The Comeback of the Adjustable-Rate MortgageAdd to My Luxx Living
Adjustable-rate mortgages, also known as ARMs or variable-rate loans, have been out of favor with many people in recent years because of the low fixed rate interest-rate environment and the perception that rising payments on deep discounted ARMs contributed to foreclosures during the recent financial crisis.
But with new federal disclosures and protections for consumers, some borrowers are wondering if they should consider an ARM if the initial interest rate is significantly lower than what’s being offered for a 30-year fixed-rate loan. Here are ideas to keep in mind when choosing between the two types of loans.
Decide how long you plan to be in the home.
In general, borrowers who are certain they will move out of a home within a few years are more likely to benefit from a low-rate ARM than those who plan to stay in the home for as many as 30 years. “Because it’s difficult to predict the future, seriously consider what could happen if you agree to an ARM and then stay in the home much longer than you expected
Remember that the features of adjustable-rate mortgages can differ considerably so it pays to comparison shop.
For example, some ARMs may have a fixed rate for 7 years before the interest rate could “reset” (change) and do so again every year thereafter. Other ARMs may start to reset after three years. The maximum rate increases, both periodic as well as during the life of the loan, also can vary significantly between lenders and loan products.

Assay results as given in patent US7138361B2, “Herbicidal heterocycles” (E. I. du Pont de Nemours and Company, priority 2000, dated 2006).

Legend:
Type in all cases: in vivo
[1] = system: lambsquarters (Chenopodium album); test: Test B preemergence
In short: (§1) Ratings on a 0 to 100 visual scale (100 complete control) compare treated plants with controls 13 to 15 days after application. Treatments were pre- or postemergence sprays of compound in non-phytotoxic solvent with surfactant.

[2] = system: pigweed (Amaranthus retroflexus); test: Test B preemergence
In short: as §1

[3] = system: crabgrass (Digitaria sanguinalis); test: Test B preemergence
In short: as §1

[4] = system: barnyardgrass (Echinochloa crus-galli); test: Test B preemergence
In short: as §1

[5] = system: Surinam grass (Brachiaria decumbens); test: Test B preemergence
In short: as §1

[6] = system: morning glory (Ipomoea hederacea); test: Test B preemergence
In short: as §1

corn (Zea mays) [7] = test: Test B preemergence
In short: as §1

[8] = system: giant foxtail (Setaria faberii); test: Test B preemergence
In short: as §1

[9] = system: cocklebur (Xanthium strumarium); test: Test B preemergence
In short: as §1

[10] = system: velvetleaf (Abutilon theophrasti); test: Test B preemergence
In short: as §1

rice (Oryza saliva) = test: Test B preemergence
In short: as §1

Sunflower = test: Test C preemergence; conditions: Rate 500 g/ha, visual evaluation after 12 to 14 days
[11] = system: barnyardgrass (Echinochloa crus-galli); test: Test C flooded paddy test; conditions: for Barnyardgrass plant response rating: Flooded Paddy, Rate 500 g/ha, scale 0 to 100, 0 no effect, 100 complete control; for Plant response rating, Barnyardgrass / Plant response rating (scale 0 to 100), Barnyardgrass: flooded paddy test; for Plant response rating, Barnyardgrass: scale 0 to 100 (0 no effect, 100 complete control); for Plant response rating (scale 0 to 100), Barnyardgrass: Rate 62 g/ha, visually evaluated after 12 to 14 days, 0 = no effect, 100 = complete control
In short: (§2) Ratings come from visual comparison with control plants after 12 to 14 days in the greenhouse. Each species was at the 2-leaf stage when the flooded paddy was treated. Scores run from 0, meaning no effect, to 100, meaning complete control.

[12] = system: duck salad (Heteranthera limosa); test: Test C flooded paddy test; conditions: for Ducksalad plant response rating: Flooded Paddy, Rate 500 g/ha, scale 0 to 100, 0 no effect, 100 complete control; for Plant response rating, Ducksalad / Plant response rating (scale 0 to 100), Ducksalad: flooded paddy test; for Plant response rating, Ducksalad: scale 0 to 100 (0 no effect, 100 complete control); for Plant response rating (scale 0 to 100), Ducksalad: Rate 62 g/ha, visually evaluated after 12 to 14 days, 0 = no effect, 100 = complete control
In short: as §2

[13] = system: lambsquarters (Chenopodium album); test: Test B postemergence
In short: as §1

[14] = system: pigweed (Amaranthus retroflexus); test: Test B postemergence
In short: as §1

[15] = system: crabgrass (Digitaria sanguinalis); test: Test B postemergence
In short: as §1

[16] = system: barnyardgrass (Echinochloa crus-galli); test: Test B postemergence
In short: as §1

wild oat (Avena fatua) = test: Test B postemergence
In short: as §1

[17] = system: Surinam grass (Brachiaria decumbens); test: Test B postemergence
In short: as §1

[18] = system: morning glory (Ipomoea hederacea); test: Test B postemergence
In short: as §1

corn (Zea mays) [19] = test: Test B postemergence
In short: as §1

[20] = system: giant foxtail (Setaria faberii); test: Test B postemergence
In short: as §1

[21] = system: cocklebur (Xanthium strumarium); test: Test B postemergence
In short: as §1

In addition, the initial rate on an ARM may be “discounted” — to make it more attractive to you — and that means your payments are very likely to increase substantially beginning with the first reset period.
Ask yourself the question ” Are there caps in place that will maximize the amount that your interest rate and payment can be increased to at the time of your first and subsequent resets and can you manage those increased payments? First Citizens’ FCU Loan Officers will advise and compare Fixed Rate VS Adjustable Rate payment to help you decide what works best for you
Be comfortable that you’ll be able to make your loan payments on an ARM if the interest rate soars to the highest level it could go while you own the home.
The lender must disclose to you both the maximum interest rates and the resulting payments for an ARM within three business days of receiving your complete application.
Factor in the possibility that your income may not increase at the same level as the mortgage payment. Also, know that your property taxes and insurance likely will increase periodically. And don’t assume that you will have the option to refinance the loan or sell your home to escape higher payments down the road.
For example, given the low mortgage interest rates over the past few years it is reasonable to expect higher rates in the future, and that could mean refinancing your ARM may not significantly lower your payments.
Carefully review the disclosures from your lender and ask for help if you don’t understand something.
Make sure that each disclosure reflects the terms you saw advertised or the lender quoted before you applied. Also keep these disclosures and compare them to the loan agreement you receive before you go to closing.
If you are uncertain as to what your future plans are the stability of a fixed-rate mortgage, may be the best alternative.
First Citizens offers very competitive rates on all their loan products. In today’s environment, mortgage rates are still near or at historical lows and a fixed rate mortgage loan may still be the best choice to make for many new homebuyers. First Citizens’ offers fixed rate mortgages at terms from 10 to 30 years.
If you plan to stay in the home for the long-term, you also could consider paying the mortgage lender some “points” at closing. Each point equals one percent of the loan amount, and it is a fee to lower the interest rate on the loan. A First Citizens’ Loan Officer can calculate the savings over the life of the loan to determine if paying points to lower your rate is in your best interest.
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